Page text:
Traditional Livestock in Semi-Arid North Eastern Zimbabwe: Mashona Cattle
- Cite this article as:
- Hall, S. Tropical Animal Health and Production (1998) 30: 351. doi:10.1023/A:1005192604460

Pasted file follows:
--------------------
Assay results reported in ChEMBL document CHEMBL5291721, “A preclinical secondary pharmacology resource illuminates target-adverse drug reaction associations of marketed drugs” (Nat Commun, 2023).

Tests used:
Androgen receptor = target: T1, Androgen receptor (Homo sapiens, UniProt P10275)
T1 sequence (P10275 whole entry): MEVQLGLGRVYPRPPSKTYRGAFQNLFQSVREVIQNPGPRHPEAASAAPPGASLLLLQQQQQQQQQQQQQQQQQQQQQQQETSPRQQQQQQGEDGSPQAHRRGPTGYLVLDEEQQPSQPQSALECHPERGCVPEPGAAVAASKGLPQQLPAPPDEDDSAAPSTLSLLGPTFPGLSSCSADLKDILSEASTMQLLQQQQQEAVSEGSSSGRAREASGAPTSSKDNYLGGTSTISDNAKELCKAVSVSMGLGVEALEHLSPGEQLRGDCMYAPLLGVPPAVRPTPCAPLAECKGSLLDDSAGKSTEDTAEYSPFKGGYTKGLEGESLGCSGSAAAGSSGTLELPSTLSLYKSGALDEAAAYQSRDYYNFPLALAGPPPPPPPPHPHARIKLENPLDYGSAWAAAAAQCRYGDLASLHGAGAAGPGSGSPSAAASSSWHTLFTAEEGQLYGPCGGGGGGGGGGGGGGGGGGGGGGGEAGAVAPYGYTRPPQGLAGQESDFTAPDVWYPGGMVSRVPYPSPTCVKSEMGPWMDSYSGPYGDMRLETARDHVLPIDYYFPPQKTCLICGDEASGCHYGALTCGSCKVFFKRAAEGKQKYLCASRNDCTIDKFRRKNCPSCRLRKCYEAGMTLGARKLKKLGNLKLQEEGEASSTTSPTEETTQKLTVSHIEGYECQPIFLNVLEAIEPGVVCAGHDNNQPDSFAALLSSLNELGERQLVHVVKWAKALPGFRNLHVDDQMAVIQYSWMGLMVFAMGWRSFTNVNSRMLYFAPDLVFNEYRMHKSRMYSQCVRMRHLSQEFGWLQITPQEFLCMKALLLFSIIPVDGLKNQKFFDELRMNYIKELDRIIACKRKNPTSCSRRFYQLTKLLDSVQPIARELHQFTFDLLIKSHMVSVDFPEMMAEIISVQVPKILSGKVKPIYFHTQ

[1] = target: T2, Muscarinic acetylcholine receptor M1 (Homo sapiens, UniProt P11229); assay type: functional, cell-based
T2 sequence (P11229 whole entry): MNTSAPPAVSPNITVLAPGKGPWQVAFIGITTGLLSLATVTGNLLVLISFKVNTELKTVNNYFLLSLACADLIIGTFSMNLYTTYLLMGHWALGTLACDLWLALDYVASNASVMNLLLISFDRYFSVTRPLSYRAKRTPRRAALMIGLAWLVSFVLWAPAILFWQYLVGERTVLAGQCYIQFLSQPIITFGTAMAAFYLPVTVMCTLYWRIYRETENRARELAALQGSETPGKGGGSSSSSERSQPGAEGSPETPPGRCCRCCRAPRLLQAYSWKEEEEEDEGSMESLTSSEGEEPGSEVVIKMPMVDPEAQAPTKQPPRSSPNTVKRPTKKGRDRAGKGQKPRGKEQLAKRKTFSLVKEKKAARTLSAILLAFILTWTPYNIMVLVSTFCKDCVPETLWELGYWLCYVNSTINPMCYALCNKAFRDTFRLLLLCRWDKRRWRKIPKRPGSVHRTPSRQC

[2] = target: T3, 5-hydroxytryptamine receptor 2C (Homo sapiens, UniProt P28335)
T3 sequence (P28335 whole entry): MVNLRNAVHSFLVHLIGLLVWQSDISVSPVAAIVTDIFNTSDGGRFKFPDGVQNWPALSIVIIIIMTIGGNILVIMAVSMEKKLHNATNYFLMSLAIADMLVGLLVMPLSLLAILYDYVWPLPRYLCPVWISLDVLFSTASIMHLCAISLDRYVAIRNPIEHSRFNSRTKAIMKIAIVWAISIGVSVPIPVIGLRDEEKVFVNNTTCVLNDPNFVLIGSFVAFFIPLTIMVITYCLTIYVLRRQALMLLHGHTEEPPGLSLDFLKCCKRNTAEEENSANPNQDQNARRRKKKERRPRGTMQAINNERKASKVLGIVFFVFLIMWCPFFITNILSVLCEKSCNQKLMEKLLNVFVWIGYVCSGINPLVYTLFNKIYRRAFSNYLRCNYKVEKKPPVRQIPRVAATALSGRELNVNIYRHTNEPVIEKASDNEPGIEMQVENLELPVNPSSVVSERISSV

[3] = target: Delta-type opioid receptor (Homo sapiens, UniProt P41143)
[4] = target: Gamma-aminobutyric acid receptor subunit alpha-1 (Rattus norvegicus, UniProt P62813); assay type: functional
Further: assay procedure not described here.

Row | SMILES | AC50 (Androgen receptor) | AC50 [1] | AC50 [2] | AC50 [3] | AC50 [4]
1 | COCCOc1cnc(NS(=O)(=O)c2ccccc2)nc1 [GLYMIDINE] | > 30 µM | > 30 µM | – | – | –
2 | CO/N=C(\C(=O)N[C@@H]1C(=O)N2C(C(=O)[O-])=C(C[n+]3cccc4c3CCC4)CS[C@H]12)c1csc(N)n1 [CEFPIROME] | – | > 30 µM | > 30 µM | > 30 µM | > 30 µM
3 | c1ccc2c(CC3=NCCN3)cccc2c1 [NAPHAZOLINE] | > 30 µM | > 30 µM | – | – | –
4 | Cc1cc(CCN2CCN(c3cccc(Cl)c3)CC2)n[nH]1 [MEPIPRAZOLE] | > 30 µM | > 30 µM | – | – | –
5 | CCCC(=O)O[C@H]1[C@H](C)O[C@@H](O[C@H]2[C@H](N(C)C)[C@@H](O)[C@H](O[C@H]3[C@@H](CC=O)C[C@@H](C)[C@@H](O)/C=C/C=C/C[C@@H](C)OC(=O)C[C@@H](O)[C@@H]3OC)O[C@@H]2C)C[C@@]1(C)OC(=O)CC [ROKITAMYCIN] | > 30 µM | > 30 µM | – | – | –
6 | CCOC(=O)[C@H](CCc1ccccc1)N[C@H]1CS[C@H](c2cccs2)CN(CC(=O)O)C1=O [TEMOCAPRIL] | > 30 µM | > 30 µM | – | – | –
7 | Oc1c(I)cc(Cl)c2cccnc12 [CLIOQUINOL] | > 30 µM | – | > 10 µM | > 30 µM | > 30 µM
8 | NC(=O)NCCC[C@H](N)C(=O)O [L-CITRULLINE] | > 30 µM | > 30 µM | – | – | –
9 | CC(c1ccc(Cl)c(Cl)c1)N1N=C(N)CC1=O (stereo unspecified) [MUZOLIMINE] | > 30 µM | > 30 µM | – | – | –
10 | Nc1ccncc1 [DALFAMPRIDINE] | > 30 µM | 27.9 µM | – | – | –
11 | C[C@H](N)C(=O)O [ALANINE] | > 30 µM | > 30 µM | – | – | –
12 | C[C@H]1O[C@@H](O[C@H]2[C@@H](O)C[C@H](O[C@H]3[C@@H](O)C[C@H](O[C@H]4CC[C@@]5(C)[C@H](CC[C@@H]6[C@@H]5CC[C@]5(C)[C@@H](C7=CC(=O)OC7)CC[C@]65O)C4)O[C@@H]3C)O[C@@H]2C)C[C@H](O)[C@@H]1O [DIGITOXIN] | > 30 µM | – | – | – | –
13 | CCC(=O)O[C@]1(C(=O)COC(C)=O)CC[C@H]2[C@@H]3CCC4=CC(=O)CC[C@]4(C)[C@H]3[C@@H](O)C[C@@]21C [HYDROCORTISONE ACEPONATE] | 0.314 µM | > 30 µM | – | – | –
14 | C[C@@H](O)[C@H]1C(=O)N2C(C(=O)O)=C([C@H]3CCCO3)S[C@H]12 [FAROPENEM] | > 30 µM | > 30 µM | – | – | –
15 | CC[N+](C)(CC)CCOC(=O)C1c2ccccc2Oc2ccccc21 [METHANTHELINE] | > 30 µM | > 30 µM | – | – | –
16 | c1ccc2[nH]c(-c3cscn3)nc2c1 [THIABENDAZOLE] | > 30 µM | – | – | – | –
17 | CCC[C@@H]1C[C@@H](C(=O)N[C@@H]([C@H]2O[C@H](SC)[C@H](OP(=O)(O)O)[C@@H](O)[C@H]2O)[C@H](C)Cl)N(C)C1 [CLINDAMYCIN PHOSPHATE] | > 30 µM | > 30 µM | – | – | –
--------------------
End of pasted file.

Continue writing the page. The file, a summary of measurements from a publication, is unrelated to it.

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Productivity data were gathered from Mashona cows (n = 187) in 28 traditionally managed herds in two areas, separated by a corridor 20–30 km wide of almost uninhabited bush in NE Zimbabwe. Cattle are kept primarily to provide oxen for work. Cows in the southern area, which had been more affected by drought in 1991–92, were younger (7.2 vs. 9.1 years) and had a longer median calving interval (548 vs. 406 days). Metrical data (n = 105 cows) showed these cattle to be larger-bodied than those in the northern area (heart girth 146 vs. 144 cm). Market prices, estimated by respondents, were higher for oxen and herds were smaller in the south, and calf survival was believed by owners to be more influenced by season of birth in this area. Data were obtained on 531 calves. Before the age of 12 months 6.2% died, a low proportion compared with other studies. Most were retained in herds but 11.5% were slaughtered, sold or given away. All owners practised castration, selecting fast growing, strong bull calves for breeding.